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The first generation Forte shares the same platform as the Hyundai Elantra (HD), though employing a torsion-beam rear suspension in place of the Elantra's multilink design.

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My left back door doesn't want to open. How can I fix it?

It cannot open from the inside or the outside, any ideas on how i can fix it?

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@dinowillis does it have power door locks on that door as well? Do you feel any resistance on the door handle or does it feel loose?


yes, it does have power locks. there's no resistance. it doesn't necessarily feel loose but its easier to pull than the other door handles.


@dinowillis Sounds like a loose/disconnected rod from the door handle. Problem is going to be to remove the door panel with the door not opening. Let's see if we can figure it out.


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Either try Kia forums and see if owners share this problem and/or have tips on opening the door via coat hangar/shop tool able to fit between window and weather strip. Repair shops and Kia dealers are knowledgeable but may charge for services. Sometimes a Kia mechanic may tell you or open the door and show/describe where the door mechanism is located for using a tool, sometimes called a slim jim. Online access to service manuals (daily, weekly, monthly or yearly fee) can help too if you're a diyer and familiar with vehicle door locks, linkages, etc.

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Weird fix that worked for me on a 2015 Optima I came up with in a parking lot knowing about this a little bit, so take it with a grain of salt.

What I did to fix the problem on that Optima was I had a few minutes to myself and I got sick of bailing people out in that back seat (I told them flat out why it works now). When I had 5 minutes to mess with it, I flipped the child lock from on and off ~3 times. It ended up fixing it since the child lock internally tripped for reasons unknown to me but showed no external signs of it tripped and "disabled" the door. On the Optima I did it on, you need a key or some other object that fits; their child locks aren't "switched" with a lever like Toyota, Honda (or any sane manufacturer, frankly) adds; yes, it makes it easier for a child to disable the lock but most of them wouldn't know what it is for. When I did the parking lot fix I used a Chevy key; that should give you an idea of how little what you use matters as long as it fits the Hyundai/Kia mechanism.

The reason I think it worked is because it reset the linkages in the door and "disabled" the door but left no visible symptoms on the child lock when it does trip internally. So far it's been fine so I suspect Hyundai uses sloppy child lock linkages that go wrong with no clear signs of it until you find yourself stuck back there. Unless you have kids and use them it's something I would "reset" once in a while by toggling it a few times to make sure it's not going to trap you unexpectedly. I'm not sure what Hyundai base they use for the Optima (maybe the Sonata?). All I know it uses a base chassis with the Theta II 2L Turbo and it's the long wheelbase drivetrain.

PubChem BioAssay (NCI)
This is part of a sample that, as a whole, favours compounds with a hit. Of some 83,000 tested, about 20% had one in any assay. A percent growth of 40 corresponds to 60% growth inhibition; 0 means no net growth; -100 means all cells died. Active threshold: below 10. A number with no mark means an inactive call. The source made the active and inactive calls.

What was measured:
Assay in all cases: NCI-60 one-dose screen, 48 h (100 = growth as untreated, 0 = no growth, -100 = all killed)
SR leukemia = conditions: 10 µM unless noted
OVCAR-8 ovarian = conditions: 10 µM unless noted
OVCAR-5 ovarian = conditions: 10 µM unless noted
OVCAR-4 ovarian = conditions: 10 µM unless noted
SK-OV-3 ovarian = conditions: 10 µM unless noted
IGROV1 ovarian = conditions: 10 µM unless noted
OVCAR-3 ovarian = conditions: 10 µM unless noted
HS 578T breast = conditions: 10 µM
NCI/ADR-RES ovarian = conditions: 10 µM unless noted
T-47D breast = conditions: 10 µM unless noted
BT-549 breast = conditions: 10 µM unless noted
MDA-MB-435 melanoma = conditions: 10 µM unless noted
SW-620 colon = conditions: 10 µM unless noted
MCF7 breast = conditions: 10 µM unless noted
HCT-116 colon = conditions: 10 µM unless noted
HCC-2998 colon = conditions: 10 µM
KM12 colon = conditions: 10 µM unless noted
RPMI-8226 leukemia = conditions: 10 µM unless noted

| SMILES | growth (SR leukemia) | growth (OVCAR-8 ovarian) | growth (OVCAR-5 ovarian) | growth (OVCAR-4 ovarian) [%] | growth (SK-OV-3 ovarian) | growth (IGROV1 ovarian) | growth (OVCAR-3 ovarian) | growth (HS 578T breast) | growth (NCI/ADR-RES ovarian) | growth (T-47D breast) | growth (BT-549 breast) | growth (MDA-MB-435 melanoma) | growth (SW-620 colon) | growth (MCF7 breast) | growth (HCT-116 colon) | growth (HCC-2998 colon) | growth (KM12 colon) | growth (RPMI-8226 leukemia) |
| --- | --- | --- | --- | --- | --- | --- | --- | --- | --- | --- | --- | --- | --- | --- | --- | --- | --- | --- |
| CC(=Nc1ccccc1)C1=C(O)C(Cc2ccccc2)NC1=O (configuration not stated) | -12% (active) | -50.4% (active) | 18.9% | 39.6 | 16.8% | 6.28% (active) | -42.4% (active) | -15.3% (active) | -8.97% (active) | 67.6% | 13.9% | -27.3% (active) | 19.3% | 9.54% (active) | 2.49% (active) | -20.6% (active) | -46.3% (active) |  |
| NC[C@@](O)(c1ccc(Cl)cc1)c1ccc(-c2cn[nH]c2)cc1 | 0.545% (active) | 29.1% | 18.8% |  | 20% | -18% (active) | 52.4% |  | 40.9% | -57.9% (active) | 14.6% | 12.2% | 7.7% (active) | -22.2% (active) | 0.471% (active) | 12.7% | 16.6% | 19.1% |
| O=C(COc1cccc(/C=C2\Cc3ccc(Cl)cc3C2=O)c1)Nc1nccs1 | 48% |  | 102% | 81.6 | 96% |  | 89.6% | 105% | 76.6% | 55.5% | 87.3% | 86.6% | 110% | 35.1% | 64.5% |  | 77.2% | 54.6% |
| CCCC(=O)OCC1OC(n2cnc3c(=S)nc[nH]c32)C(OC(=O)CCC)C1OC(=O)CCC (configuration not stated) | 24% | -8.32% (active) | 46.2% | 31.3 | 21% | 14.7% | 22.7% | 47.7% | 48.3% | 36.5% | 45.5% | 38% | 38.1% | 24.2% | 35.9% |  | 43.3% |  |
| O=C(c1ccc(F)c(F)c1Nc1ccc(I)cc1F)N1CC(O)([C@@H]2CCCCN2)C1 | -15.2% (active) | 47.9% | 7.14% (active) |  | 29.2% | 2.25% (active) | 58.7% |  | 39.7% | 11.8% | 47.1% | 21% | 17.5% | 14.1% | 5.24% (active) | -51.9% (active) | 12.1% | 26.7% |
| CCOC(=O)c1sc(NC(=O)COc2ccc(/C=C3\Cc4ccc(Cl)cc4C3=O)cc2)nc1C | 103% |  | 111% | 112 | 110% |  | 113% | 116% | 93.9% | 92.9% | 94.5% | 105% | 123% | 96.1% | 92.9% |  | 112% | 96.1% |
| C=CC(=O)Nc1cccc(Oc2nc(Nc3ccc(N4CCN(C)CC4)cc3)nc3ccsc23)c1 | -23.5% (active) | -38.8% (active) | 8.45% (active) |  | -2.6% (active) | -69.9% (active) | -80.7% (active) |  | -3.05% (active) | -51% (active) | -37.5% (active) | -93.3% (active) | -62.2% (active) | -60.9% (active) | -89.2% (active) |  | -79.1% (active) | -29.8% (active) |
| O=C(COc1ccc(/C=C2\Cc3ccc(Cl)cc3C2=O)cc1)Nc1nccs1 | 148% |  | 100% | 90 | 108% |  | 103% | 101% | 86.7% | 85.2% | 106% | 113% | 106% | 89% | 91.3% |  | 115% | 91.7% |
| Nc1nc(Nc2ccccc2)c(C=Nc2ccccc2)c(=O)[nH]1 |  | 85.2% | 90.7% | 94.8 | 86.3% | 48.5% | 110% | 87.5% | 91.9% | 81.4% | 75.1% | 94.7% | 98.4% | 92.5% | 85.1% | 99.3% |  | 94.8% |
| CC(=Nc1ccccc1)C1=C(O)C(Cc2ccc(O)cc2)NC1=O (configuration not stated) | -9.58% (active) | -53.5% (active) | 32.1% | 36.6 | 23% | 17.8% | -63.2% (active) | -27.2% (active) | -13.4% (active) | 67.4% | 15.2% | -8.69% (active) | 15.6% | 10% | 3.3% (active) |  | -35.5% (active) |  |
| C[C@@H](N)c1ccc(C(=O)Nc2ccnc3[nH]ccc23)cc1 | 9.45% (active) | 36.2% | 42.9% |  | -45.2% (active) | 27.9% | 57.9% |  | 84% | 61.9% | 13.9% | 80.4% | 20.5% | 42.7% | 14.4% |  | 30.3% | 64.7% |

If anything, the Hyundai/Kia Theta II engine issues necessitating a lifetime longblock warranty and this door problem have done the opposite of what I have been told about high mileage Japanese cars, especially 200k+ mile Toyotas which have proven themselves. The risk of a high mileage Toyota with 200k+ miles failing like a Hyundai/Kia is a lot more in your favor vs a sudden failure at 250k miles that catches you off guard, yet Hyundai/Kia can't make a reliable engine that doesn't self implode due to factory sloppiness and has child locks that unknowingly lock adults in due to bad design. The high mileage is just scary on paper when you have something like Toyotas regularly hitting 200k with near-perfect reliability (outside of blunders like the 2AZ-FE VX30 oil consumption ending many early due to how bad it gets when the mileage is super high). Yes, it's a marginal risk but if I saw a 150-200k mile Toyota for $1-2k AND it ran perfectly I wouldn't be worried about it being "high mileage".

That's not a fix I feel should have been needed. All it does is confirm my longstanding suspicions about Hyundai QC being subpar (especially after the Theta II short block blunder that happened in the Georgia factory) and subsequent lifetime warranty to settle the problem. If that doesn't work you'll need to take the door card off and check everything over; I advised them to do that ASAP since I trust the mechanism as little as you think after that.

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Dino Willis sarà eternamente grato.
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